Other Exeter events

A physical journey into biological science

Past event - 2017
17 May 19:30-21:30
The Globe Inn, 39 Clifton Road, Newtown,
Exeter EX1 2BL
Sold Out!
 How can cancer research be aided by astrophysics? What can studying worms tell us about nanoparticles? Join us in exploring a series of problems facing the real world, and the novel approaches that today's physicists are taking to solve them. Please note that this event takes places on the first floor and is not accessible for those with impaired mobility.

Curing Cancer with Space Physics

Freddy Wordingham (PhD student, University of Exeter)
Each day, human skin is exposed to dangerous UV light from the Sun. As a result of this, non-melanoma skin cancer (NMSC) is the most common form of cancer worldwide. The number of cases increases each year and NMSC is expected to cost the NHS £180M by 2020. NMSC is currently treated with surgical excision, which is both expensive and can leave patients with cosmetic damage. However, Photodynamic Therapy (PDT) is an alternative treatment option which allows for cost effective treatment whilst achieving excellent cosmetic results. In this talk I will discuss our work on PDT using astrophysics.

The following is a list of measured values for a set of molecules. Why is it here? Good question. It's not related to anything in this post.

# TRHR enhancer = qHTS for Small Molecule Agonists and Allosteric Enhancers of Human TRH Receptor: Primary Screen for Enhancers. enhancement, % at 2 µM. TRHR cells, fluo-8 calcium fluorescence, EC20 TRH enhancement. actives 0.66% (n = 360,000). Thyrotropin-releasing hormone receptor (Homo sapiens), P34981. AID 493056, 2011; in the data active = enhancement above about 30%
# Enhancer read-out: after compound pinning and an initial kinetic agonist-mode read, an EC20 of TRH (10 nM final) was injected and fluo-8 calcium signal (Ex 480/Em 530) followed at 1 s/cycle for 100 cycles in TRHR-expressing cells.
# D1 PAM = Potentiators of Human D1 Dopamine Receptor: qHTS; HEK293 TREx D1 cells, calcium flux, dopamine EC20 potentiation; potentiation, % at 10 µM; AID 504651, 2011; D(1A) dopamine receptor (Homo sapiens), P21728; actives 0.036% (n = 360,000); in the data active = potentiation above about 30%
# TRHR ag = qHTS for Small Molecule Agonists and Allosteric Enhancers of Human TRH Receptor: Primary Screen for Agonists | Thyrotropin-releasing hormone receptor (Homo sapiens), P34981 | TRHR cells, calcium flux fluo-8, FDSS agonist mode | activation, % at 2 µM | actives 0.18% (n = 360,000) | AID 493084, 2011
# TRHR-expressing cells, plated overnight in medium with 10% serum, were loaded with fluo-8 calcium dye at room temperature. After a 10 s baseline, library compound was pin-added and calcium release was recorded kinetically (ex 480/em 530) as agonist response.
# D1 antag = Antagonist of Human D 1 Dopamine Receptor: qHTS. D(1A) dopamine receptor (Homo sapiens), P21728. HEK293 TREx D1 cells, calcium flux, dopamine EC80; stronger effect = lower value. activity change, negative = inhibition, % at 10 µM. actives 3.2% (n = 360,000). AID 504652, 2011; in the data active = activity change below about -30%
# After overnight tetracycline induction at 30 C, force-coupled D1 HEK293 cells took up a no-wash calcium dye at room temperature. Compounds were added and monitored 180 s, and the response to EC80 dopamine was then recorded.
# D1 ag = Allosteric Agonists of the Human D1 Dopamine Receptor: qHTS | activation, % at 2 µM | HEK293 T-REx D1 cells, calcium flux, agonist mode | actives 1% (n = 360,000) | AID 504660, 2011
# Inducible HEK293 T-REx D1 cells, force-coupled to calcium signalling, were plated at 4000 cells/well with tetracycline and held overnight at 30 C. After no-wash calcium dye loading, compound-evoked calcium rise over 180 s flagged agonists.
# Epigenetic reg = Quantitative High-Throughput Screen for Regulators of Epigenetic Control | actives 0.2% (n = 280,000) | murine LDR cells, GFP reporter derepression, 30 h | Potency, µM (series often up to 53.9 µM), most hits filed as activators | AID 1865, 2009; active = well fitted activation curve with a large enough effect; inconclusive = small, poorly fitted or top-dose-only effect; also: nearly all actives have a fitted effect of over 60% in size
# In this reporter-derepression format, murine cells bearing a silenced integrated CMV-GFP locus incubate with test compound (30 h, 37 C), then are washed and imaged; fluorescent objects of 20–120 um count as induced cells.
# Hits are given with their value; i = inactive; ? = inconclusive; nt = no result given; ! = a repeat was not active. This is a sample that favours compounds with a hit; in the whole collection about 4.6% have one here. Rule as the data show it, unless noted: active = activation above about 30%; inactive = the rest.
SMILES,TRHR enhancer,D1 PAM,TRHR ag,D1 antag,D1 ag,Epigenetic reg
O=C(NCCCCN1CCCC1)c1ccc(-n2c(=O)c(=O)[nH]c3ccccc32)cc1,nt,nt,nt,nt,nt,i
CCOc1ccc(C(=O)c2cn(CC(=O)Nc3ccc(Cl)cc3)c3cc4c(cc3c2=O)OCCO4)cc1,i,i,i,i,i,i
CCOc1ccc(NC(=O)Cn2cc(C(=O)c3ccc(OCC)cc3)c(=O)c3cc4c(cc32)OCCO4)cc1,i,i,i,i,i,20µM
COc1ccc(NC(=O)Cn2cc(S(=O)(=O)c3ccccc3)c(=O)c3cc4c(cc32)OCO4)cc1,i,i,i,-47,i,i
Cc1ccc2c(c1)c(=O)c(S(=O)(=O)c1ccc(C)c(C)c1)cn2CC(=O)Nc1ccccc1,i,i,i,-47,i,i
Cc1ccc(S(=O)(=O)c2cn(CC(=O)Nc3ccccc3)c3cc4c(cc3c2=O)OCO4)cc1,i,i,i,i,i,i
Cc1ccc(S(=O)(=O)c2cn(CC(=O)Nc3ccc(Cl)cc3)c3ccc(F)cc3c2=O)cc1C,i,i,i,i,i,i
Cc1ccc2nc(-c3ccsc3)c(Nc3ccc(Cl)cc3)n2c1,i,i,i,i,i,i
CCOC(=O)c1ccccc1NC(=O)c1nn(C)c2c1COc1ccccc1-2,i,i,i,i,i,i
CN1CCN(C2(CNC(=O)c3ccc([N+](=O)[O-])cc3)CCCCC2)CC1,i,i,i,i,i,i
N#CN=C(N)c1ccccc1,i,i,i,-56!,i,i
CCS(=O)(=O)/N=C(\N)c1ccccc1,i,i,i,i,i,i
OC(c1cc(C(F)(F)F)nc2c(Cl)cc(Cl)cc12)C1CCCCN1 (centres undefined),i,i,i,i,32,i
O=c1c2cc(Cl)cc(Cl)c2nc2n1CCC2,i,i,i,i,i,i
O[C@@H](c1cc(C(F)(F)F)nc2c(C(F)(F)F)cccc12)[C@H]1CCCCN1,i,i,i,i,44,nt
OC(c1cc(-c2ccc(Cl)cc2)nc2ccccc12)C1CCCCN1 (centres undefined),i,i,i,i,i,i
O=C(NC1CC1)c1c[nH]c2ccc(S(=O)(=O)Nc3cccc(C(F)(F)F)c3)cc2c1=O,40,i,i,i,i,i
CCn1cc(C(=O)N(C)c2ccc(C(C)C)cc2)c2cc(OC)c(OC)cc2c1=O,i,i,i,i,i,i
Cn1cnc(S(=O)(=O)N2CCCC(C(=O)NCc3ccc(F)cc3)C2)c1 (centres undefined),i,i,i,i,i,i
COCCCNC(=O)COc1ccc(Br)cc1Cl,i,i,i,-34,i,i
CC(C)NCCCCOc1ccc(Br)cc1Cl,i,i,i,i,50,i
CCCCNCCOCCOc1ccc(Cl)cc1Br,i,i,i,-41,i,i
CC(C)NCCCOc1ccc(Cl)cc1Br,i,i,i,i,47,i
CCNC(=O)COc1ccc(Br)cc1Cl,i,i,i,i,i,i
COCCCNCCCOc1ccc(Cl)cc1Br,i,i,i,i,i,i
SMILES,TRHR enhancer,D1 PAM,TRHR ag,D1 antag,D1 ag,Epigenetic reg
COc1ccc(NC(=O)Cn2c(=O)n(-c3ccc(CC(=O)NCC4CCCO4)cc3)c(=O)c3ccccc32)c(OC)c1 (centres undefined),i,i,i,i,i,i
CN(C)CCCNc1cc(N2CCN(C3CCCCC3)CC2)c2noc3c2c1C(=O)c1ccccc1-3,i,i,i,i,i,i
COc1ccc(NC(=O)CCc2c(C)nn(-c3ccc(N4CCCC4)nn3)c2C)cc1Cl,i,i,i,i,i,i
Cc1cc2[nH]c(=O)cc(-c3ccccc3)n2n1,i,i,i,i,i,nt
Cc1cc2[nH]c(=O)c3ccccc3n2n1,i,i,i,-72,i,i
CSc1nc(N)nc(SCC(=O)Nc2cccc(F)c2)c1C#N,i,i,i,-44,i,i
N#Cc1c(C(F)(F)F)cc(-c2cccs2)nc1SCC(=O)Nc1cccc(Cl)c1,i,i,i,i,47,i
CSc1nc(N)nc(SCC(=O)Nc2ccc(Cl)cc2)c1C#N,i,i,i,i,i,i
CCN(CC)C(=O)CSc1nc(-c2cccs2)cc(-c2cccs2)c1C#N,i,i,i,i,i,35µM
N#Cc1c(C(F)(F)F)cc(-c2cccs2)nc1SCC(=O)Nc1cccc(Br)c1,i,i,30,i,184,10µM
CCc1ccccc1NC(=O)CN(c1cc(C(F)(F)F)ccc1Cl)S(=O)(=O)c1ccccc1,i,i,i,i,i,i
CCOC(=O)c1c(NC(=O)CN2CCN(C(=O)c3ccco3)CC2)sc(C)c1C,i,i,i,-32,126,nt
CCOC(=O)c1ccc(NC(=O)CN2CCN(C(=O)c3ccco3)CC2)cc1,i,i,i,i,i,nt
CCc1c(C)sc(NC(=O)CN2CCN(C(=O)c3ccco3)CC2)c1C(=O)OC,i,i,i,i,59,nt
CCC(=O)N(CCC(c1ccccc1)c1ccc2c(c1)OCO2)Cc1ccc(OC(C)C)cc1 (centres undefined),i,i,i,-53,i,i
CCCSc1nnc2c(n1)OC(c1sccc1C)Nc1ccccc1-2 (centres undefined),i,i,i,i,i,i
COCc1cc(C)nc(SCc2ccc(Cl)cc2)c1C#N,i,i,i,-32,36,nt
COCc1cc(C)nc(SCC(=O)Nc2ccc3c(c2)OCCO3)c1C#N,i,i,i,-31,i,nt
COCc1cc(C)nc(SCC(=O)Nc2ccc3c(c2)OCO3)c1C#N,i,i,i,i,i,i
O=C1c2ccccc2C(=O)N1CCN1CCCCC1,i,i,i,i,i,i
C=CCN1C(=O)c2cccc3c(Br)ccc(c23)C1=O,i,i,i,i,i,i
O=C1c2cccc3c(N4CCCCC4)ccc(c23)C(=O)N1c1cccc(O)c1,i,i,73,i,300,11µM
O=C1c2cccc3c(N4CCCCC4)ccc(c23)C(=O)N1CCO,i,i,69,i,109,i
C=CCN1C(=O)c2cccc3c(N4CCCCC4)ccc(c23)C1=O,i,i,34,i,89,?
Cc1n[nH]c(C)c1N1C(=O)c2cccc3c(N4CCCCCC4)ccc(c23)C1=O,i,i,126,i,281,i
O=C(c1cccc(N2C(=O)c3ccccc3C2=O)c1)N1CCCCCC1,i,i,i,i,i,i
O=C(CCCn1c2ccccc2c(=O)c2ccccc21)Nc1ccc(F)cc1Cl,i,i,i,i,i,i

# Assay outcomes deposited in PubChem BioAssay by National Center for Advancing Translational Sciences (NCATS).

Don't lose your head! Nanoparticles in the environment and how headless worms help point the way.

Richard Cross (PhD student, University of Exeter)
We all knew the myth: cut a worm in half and watch both ends wiggle away. Well, no smoke without fire. There is some truth to this for one amazing aquatic worm. This blackworm reproduces by tearing itself in two: the head goes off and grows a tail. Even more impressively, the tail goes off and re-grows a head! We use this impressive feat of nature to probe how man made nanoparticles might get into the food chain. How might they accumulate? Can we use this knowledge to incorporate environmental safety into nanoparticle design? Intrigued?

Optical diagnostic methods: shining it where the sun don't shine

Alex Dudgeon (Research Fellow, University of Exeter)
Observing symptoms first-hand is key to many diagnoses. Unfortunately human bodies are not very see-through. Observing illness after death (post-mortem) was a little too late for patients. Our journey starts when one patient's accident provided a gruesome window into the unknown. Follow the path from mirrors on a stick to swallowable cameras as we have a look inside the body.
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